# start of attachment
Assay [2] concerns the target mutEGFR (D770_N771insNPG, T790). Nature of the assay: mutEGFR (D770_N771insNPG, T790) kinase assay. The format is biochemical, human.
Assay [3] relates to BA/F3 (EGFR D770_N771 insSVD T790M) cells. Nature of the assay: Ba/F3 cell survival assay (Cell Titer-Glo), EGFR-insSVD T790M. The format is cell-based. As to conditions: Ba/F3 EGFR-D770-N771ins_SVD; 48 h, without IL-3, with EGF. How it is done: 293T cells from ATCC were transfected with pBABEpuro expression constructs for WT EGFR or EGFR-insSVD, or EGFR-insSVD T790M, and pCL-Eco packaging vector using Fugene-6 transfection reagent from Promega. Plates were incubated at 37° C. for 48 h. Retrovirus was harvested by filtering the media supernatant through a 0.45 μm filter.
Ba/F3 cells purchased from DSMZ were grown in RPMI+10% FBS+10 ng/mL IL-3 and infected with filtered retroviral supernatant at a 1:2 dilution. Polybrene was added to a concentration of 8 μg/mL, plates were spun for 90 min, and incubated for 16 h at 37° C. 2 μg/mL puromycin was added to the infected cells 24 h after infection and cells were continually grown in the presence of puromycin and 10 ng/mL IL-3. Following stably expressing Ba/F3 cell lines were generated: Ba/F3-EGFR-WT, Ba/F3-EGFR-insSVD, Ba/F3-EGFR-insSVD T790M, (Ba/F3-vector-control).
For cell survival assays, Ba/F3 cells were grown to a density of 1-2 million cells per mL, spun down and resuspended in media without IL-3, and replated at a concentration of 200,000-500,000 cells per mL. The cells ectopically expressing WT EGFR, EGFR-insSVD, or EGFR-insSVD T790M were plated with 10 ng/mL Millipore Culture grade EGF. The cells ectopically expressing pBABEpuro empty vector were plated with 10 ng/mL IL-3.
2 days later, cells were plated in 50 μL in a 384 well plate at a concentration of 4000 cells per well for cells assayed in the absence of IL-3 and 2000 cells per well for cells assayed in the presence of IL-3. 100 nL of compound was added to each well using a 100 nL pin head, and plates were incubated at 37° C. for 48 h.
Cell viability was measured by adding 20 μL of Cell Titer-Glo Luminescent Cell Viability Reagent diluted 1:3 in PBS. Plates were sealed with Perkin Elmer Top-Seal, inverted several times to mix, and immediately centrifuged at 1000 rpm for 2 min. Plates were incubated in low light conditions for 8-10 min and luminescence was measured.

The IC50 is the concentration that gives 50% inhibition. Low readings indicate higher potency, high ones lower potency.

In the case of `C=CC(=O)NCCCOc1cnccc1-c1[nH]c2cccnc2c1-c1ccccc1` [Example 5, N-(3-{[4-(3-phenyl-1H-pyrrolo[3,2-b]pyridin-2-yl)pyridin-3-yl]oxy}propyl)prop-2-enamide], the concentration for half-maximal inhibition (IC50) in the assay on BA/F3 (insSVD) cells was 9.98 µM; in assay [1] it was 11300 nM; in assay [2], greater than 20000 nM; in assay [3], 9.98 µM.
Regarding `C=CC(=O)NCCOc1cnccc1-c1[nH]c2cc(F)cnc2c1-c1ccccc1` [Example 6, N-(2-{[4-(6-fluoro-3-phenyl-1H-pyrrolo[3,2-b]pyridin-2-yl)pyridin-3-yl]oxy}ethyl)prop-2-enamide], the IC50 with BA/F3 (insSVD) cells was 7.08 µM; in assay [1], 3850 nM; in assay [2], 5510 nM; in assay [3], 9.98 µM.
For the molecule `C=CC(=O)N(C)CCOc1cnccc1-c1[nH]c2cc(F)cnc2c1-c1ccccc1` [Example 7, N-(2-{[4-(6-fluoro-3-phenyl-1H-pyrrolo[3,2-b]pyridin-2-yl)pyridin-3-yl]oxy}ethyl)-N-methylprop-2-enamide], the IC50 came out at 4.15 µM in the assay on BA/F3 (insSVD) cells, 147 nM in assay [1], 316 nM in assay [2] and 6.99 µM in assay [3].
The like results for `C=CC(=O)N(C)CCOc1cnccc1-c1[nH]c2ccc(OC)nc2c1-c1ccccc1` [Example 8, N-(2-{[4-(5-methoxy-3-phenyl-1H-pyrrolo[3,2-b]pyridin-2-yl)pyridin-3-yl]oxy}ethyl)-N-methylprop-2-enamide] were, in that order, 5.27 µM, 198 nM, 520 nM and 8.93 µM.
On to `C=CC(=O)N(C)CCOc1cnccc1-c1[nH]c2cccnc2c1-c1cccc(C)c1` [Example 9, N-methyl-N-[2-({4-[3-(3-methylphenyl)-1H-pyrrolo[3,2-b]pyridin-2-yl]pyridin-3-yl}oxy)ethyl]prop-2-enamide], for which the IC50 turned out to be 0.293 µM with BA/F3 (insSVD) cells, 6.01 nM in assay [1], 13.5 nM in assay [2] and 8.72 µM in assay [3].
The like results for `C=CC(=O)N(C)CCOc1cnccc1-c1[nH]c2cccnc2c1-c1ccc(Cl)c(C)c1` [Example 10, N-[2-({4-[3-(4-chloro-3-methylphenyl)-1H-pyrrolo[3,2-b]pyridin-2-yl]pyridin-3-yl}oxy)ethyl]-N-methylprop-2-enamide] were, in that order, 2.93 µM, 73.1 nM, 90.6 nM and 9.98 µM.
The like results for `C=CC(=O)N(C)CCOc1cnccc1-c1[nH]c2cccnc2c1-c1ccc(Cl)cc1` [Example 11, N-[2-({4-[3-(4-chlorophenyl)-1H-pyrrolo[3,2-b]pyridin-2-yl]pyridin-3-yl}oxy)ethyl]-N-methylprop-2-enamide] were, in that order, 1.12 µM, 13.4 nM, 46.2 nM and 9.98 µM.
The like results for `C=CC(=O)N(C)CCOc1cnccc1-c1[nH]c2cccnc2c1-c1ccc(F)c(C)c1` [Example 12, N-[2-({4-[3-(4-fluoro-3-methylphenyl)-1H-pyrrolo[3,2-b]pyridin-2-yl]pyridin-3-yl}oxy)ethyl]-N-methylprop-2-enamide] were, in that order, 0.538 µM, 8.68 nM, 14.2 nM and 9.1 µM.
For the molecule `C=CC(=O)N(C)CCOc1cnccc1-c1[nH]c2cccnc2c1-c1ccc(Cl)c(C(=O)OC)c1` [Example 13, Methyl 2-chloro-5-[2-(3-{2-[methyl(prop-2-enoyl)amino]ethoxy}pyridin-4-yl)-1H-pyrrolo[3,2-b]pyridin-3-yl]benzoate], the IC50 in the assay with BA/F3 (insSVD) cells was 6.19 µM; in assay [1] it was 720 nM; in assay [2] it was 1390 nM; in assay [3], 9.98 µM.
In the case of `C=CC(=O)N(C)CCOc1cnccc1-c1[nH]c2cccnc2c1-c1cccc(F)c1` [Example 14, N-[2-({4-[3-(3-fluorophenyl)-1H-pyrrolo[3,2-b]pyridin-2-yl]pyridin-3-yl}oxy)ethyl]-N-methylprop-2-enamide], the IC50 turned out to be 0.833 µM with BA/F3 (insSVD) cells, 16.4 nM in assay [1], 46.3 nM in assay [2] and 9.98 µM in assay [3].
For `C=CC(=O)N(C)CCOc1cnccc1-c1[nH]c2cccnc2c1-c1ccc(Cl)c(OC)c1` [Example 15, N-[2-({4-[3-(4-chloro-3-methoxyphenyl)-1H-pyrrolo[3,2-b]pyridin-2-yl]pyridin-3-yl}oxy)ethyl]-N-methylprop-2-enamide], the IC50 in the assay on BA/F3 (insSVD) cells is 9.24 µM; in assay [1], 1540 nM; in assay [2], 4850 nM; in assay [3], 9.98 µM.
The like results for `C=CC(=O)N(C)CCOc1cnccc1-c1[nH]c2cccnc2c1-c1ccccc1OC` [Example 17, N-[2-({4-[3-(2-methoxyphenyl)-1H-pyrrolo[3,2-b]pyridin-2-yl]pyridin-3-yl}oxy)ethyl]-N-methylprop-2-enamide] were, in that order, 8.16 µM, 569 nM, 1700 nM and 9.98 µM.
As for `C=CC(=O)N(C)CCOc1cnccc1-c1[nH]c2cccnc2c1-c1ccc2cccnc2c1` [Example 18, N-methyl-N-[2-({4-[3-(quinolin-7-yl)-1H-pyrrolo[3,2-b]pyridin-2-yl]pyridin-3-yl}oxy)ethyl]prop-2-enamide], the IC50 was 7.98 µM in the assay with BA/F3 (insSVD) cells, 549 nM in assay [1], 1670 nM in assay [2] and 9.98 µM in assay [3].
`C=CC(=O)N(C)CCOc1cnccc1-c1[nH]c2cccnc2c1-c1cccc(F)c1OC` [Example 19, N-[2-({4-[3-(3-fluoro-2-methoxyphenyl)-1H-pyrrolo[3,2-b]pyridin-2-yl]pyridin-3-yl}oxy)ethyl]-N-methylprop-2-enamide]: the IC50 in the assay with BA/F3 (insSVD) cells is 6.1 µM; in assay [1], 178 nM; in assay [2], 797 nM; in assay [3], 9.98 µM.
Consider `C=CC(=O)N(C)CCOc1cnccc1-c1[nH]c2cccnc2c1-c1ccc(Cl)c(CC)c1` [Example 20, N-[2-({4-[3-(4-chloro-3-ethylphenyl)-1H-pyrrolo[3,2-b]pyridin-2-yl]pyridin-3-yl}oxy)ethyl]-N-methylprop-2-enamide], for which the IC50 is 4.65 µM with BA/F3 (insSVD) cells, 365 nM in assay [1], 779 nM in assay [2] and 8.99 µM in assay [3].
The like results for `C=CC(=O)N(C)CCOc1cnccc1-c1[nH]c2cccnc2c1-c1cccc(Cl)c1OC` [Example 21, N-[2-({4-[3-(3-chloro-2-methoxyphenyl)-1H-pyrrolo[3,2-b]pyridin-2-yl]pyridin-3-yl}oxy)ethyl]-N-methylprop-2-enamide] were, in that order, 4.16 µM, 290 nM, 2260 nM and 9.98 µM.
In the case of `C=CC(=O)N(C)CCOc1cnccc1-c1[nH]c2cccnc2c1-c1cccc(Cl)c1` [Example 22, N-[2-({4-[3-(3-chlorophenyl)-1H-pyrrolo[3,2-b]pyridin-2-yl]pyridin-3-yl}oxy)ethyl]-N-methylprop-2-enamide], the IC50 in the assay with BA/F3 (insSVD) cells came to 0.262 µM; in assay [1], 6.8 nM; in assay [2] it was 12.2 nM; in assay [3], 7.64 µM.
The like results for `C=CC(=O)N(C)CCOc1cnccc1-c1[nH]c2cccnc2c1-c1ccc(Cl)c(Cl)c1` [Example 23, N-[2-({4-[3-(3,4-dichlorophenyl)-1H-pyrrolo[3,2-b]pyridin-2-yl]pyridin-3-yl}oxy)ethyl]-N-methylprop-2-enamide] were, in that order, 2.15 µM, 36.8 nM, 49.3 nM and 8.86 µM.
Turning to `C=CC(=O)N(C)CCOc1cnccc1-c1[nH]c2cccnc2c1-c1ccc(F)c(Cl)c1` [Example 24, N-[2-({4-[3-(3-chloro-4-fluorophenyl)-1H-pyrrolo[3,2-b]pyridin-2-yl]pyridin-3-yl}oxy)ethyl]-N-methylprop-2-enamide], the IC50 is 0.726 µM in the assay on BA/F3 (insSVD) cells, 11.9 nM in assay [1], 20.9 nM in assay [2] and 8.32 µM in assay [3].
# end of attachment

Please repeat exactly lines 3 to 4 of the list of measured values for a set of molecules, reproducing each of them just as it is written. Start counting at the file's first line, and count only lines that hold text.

Ba/F3 cells purchased from DSMZ were grown in RPMI+10% FBS+10 ng/mL IL-3 and infected with filtered retroviral supernatant at a 1:2 dilution. Polybrene was added to a concentration of 8 μg/mL, plates were spun for 90 min, and incubated for 16 h at 37° C. 2 μg/mL puromycin was added to the infected cells 24 h after infection and cells were continually grown in the presence of puromycin and 10 ng/mL IL-3. Following stably expressing Ba/F3 cell lines were generated: Ba/F3-EGFR-WT, Ba/F3-EGFR-insSVD, Ba/F3-EGFR-insSVD T790M, (Ba/F3-vector-control).
For cell survival assays, Ba/F3 cells were grown to a density of 1-2 million cells per mL, spun down and resuspended in media without IL-3, and replated at a concentration of 200,000-500,000 cells per mL. The cells ectopically expressing WT EGFR, EGFR-insSVD, or EGFR-insSVD T790M were plated with 10 ng/mL Millipore Culture grade EGF. The cells ectopically expressing pBABEpuro empty vector were plated with 10 ng/mL IL-3.